Nov. 16 1915
My Dear Mother.
It is 4:30 P.M. and I have just finished my last patient. It gets quite dark about 4 o'clock, so that our day's work is over about this time. I am writing this at the office, and using one of the Army form book, because I have no other here, also I have no pen, hence the pencil.
Yours and Emily's letters arrived yesterday. It is always a relief to hear that everybody at home is well and happy. We are having better weather now. It is quite cold, and the ground is all frozen over. It is much nicer than tramping through mud over one's ankles. It rains a lot, but has not rained much for two or three days. Although we have had a very nice fall, and if the weather is as good, comparatively, I will be quite satisfied. I was at a funeral this morning. One of my old friends, an officer of the Canadian Engineers, and a very fine chap. He did a lot of work for me when I was running or attempting to run the mess at Otterpool. You might remember the family. His father is J. L. Hughes who used to live across the street from Grandma in Toronto. I think he used to be Public School inspector. Quite a lot of the Big Ones were present. General Alderson, O. C. for Canadians, also General Turner O. C. of our Division. The service was very short & quite impressive. It was quite characteristic of our life out here, army life in general, I suppose. The band played the 'Dead March in Saul' on way to the grave. There they played 'Nearer My God to Thee' and sounded 'Last Post'. At that the service was ended, and the band about-turned and marched off playing their liveliest piece of ragtime. No use in feeling blue when there is so much to do. And I guess that is the proper way to look at it.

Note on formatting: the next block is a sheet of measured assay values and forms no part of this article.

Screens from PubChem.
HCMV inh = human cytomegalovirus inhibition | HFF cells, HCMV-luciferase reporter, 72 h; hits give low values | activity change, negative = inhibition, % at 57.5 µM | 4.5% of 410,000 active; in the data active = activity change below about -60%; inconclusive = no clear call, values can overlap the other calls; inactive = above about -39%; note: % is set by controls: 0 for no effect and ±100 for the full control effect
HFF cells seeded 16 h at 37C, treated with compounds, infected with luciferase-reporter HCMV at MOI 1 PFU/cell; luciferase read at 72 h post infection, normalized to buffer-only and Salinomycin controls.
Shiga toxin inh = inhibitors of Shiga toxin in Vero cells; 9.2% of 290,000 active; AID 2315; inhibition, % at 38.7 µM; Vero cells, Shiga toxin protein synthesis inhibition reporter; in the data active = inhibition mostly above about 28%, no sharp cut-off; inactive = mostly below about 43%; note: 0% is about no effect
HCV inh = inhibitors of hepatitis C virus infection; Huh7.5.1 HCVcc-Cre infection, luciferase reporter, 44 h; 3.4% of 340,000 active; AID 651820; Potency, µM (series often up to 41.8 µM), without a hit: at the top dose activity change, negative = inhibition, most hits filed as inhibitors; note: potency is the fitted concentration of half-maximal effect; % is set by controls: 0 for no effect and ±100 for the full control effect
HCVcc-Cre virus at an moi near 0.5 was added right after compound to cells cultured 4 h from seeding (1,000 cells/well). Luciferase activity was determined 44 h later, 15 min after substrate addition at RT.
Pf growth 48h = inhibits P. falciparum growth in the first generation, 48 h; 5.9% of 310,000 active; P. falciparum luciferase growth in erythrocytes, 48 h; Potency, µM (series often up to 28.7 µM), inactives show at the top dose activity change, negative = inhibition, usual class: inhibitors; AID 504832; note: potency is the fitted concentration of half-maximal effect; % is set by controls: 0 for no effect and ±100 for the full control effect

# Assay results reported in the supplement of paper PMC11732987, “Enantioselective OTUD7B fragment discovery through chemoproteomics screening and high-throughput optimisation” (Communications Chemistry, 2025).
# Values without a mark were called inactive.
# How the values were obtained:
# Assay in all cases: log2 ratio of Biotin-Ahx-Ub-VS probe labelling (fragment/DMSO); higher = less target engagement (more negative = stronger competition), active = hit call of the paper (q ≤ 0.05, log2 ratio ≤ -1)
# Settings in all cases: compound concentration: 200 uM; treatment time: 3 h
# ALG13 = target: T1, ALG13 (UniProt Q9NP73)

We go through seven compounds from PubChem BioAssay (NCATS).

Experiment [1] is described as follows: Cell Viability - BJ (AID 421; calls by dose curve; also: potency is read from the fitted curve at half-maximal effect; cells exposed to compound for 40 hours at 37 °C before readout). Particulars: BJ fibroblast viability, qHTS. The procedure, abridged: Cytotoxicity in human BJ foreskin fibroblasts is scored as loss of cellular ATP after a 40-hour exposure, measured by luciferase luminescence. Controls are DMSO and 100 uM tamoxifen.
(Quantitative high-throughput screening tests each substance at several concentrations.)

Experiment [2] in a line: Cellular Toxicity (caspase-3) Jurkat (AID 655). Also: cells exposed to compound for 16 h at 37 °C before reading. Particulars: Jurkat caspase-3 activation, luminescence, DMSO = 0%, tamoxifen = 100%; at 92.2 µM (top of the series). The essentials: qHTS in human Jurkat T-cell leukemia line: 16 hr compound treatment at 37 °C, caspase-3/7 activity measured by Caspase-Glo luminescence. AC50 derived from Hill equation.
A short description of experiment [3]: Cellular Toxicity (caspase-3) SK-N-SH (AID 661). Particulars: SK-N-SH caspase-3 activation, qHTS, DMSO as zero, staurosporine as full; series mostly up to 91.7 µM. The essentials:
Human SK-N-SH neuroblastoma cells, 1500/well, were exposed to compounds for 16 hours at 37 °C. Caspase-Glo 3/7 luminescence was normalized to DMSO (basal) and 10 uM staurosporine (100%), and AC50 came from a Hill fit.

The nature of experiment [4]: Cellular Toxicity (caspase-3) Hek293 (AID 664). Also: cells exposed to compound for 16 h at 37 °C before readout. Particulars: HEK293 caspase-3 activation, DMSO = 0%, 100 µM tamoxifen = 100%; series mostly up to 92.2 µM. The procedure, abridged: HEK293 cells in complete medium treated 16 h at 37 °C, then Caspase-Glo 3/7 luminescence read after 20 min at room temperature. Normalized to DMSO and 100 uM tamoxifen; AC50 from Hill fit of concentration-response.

We are expected to be moved out of here shortly for a so-called rest. The rest consists in building a railway back somewhere behind the lines. However, it will be a change for the boys. I will go along with the brigade of course so I may be back in France again soon.
No parcels have arrived as yet. I have given the socks up for a bad job. I appreciate the work and the time you spent on them and I hope they will keep some poor chap warm. However, they may arrive later on in [the] game. If they do I shall let you know.
'Old Father Time' down at the house is a bit peevish these days. He has ordered our men out of his house, so rather than have any trouble with the old gent we let them go. They now have a better room just across the street in the house we eat in. My old batman has at last been sent to the Base. He was very poorly so I worked it with the M[edical] O[fficer] to have him returned to England. I have another one doing the job temporarily. In the meantime I have my eyes open for a good man.
I hear that my old regiment (90th) are coming over again. I am going to try to get transferred to them. They will be right in the midst of it and I may still be able to do a little fighting on the side. The last time I asked the Brigadier about it he was quite cross and said "No" quite emphatically. However I can at least try again.
Well Mother it is nearly time for me to eat again. It seems to me that I do nothing but eat and sleep over here. Give my love to all the friends and lots for Father, Em and big share for yourself.
P. S. Kindest regards to Elizabeth & the Giles'. How are Mr & Mrs Giles?
W. H. G.